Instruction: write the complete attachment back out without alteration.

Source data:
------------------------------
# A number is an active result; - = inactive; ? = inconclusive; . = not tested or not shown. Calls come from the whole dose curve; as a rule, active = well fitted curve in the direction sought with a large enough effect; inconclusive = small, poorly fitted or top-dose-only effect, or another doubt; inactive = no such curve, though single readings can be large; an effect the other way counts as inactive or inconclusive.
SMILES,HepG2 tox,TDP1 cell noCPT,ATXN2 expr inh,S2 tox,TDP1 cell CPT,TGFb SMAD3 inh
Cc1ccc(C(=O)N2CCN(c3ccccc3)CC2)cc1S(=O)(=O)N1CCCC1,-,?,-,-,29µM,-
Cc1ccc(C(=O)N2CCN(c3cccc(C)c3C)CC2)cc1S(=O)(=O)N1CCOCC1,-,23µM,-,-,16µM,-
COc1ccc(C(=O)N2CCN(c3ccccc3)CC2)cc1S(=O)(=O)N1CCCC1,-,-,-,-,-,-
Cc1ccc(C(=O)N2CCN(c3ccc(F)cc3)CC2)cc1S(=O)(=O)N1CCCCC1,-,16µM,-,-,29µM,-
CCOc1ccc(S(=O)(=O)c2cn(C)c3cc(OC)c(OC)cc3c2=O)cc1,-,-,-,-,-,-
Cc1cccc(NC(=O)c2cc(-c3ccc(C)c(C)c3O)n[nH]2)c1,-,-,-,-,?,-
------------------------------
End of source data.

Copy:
# A number is an active result; - = inactive; ? = inconclusive; . = not tested or not shown. Calls come from the whole dose curve; as a rule, active = well fitted curve in the direction sought with a large enough effect; inconclusive = small, poorly fitted or top-dose-only effect, or another doubt; inactive = no such curve, though single readings can be large; an effect the other way counts as inactive or inconclusive.
SMILES,HepG2 tox,TDP1 cell noCPT,ATXN2 expr inh,S2 tox,TDP1 cell CPT,TGFb SMAD3 inh
Cc1ccc(C(=O)N2CCN(c3ccccc3)CC2)cc1S(=O)(=O)N1CCCC1,-,?,-,-,29µM,-
Cc1ccc(C(=O)N2CCN(c3cccc(C)c3C)CC2)cc1S(=O)(=O)N1CCOCC1,-,23µM,-,-,16µM,-
COc1ccc(C(=O)N2CCN(c3ccccc3)CC2)cc1S(=O)(=O)N1CCCC1,-,-,-,-,-,-
Cc1ccc(C(=O)N2CCN(c3ccc(F)cc3)CC2)cc1S(=O)(=O)N1CCCCC1,-,16µM,-,-,29µM,-
CCOc1ccc(S(=O)(=O)c2cn(C)c3cc(OC)c(OC)cc3c2=O)cc1,-,-,-,-,-,-
Cc1cccc(NC(=O)c2cc(-c3ccc(C)c(C)c3O)n[nH]2)c1,-,-,-,-,?,-